Religion & Liberty Article Listing

Frédéric Bastiat

Frédéric Bastiat nasce a Mugron, nei pressi di Bayonne, il 25 giugno del 1801. Perduti, ancora bambino, il padre e la madre, viene affidato alle cure di alcuni parenti. Studia presso il collegio di Sorrèze. Esce dal collegio all’età di vent’anni. Lavora prima a Bayonne in un'azienda commerciale di un suo zio paterno. Successivamente si ritira in una sua proprietà di camapagna, coltiva la sua intelligenza e fa coltivare i suoi campi.

Nel 1844 Bastiat è in Inghilterra, dove viene folgorato dalla scoperta delle battaglie libero-scambiste condotte da Cobden e da...

Frédéric Bastiat

"The state is the great fiction by which everybody tries to live at the expense of everybody else."

These words by Frédéric Bastiat constitute one of history's most damning definitions of government.

Born the son of a merchant in 1801 at Bayonne, France, Bastiat was orphaned before his tenth birthday. Bastiat was a farmer by trade who became a politician. Hence, his observations about man and society are derived from personal experience and observation, rather than the theories of a scholar.

Bastiat entered the public arena as a result of his support for Richard Cobden and the efforts of his English Anti-Corn Law League. His...

Providence and Liberty

The Foundation for Economic Education has sold, since 1950, approximately half a million copies of its edition of Bastiat’s The Law, in the Russell translation. This makes the book a “best seller,” despite that the Bastiat name is familiar to a mere handful. Few textbook surveys of political philosophies or economic theories mention him; few academics recognize the name.

The situation was even worse fifty years ago. It was a chance encounter between Thomas Nixon Carver and Leonard Read around 1941 that began the resurrection of this brilliant but obscure French politician and journalist.

Carver had joined the Harvard faculty as Professor of Political Economy in 1902. He was a champion of the free market economy during the next several decades, an opponent of...

Talents and Stewardship

R&L: In 1986 you were co-chairman of the Lay Commission which issued a statement on religion and the economy and which was signed by a number of lay Catholics. What motivated you to do this? What were some of the reactions, both positive and negative?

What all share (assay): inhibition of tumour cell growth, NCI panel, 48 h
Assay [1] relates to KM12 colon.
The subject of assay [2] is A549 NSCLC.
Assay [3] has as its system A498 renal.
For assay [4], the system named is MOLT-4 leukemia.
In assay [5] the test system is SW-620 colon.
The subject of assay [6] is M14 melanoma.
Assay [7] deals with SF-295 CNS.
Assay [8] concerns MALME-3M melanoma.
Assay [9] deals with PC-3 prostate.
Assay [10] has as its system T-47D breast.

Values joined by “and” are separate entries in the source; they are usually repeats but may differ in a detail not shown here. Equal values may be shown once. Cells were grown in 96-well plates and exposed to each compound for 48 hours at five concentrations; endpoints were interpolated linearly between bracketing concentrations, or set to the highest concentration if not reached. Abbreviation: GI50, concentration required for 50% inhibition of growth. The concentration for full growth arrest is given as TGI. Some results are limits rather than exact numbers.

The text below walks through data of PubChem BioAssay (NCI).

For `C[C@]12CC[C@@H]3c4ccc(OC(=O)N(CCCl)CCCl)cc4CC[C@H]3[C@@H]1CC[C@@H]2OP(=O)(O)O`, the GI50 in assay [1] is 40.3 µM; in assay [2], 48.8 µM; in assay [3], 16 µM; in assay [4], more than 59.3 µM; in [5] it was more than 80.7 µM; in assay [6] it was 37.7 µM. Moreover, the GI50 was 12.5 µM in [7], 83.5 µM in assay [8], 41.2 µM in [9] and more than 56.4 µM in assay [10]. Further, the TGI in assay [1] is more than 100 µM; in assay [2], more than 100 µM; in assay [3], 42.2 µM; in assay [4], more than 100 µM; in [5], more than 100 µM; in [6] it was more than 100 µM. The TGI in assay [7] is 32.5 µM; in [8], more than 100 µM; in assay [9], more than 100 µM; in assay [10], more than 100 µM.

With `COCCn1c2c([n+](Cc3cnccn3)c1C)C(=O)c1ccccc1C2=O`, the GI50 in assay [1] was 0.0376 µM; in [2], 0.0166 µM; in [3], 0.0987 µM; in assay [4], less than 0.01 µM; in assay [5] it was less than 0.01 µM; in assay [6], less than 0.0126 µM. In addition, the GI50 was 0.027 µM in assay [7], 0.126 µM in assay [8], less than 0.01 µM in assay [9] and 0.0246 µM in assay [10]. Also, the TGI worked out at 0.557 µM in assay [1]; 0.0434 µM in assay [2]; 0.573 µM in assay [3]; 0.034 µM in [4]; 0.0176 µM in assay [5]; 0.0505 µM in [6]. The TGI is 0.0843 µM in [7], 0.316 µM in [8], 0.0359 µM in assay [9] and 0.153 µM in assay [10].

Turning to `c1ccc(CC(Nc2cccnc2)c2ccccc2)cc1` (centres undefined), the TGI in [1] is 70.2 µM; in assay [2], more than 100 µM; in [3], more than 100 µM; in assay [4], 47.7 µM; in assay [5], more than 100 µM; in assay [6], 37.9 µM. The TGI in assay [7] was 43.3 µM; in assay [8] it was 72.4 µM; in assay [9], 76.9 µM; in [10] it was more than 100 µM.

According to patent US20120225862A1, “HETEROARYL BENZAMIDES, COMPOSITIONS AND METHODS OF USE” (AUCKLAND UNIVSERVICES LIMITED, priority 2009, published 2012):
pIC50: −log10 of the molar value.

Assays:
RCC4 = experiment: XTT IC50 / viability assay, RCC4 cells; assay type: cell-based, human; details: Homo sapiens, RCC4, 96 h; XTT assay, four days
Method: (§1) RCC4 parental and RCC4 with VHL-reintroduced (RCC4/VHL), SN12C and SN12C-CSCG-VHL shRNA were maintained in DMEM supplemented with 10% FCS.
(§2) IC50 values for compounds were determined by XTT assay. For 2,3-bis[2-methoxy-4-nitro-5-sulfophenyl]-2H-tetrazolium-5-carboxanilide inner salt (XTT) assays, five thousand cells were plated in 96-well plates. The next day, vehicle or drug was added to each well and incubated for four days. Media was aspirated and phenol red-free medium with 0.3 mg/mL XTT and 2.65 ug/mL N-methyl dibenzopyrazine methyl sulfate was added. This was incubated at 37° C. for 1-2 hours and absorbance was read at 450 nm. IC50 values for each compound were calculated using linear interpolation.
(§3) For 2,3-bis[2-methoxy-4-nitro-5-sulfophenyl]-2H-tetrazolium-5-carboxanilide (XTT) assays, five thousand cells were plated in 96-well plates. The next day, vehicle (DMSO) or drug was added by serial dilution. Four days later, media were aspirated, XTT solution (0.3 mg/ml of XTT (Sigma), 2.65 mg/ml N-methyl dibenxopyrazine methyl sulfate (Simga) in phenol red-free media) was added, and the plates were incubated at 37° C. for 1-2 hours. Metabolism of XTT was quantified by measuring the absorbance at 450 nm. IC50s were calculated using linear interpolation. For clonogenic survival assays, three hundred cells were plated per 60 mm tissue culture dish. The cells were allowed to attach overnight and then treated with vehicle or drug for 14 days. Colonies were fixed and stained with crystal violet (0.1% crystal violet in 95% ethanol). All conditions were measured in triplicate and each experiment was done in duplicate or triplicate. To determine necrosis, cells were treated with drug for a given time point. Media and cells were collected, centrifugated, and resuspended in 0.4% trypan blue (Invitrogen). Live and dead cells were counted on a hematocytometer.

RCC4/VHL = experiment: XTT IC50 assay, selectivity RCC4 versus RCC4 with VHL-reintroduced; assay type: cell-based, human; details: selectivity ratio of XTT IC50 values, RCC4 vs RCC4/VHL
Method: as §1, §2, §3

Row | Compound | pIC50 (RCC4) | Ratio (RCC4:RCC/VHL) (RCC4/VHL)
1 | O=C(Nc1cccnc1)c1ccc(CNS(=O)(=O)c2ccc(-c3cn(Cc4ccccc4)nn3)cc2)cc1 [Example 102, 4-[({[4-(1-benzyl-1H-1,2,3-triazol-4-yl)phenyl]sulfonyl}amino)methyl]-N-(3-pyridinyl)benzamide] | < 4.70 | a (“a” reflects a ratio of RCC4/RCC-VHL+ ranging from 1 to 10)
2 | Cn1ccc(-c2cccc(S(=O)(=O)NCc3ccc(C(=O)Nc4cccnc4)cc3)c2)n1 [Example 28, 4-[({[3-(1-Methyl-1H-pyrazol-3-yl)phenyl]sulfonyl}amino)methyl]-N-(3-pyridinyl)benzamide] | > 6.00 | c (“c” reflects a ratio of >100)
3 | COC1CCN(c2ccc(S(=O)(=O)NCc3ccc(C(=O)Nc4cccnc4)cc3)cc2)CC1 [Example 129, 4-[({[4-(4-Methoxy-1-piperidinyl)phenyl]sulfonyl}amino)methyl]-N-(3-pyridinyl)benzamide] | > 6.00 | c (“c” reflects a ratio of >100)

Simon: The Lay Commission tried to take seriously the teaching of the Second Vatican Council, which is that the laity bring a special Christian Wisdom to worldly affairs. Its critics tried to portray the Lay Commission as some sort of dissident movement. That’s nonsense. We simply wanted to express the principles that have guided our lives as Catholics and businessmen. The bishops were going off in another direction, and we felt that it was vital to bring our point of view to bear. We have been pleased to see that the...

The Entrepreneurial Vocation

One may say, without fear of contradiction, that prejudice against minorities is unpopular in modern society. And with good reason: the idea that people are judged merely by the group that they happen to belong to, without any regard for their person or individual qualities, is properly odious to anyone with moral sensibilities.

Yet despite this laudable attitude prevalent throughout the popular culture, there remains one minority group upon which an unofficial open-season has been declared: the entrepreneur. One sees evidence of this prejudice everywhere about us. Consider the books (say of Dickens or Sinclair Lewis), television programs (like Dallas or Dynasty), films (China Syndrome, Wall Street, or even some versions of “A Christmas Carol”), cartoons strips (like Doonesberry...

Christopher Dawson

"Modern society is unintelligible unless it is studied as having deep roots in Christianity."

So penned Christopher Dawson, cultural historian and educational theorist. Born in Wales at the end of the nineteenth century, Dawson held distinguished chairs at University College, Exeter, University of Liverpool, and became the first Chauncey Stillman Professor of Roman Catholic Studies at Harvard University, where he remained until 1962. He died in Devon, England in 1970.

Dawson began his brilliant career with a book entitled The Age of the Gods (1928). In it he maintained that the basis of every culture was formed by religion. This belief in religion...

Illiberal Education

Dinesh D’Souza’s Illiberal Education has stirred a hornet’s nest of controversy in the academy for good reason – it is the only book-length attack on the policies that are in vogue at many of this country’s most distinguished academic institutions. The considerable press coverage this book has received indicates that D’Souza says something that badly needs saying and says it well.

There are several disturbing practices and trends at the modern university that D’Souza powerfully describes and critiques: affirmative action policies that mis-match certain minorities with their university that virtually guarantee the future of these students; the emphasis on “multi-culturalism,” which does not advocate cultural pluralism but rather denigrates anything deemed...

Helping Yourself by Helping Others

R&L: What is the connection, in your opinion, between religion and economics?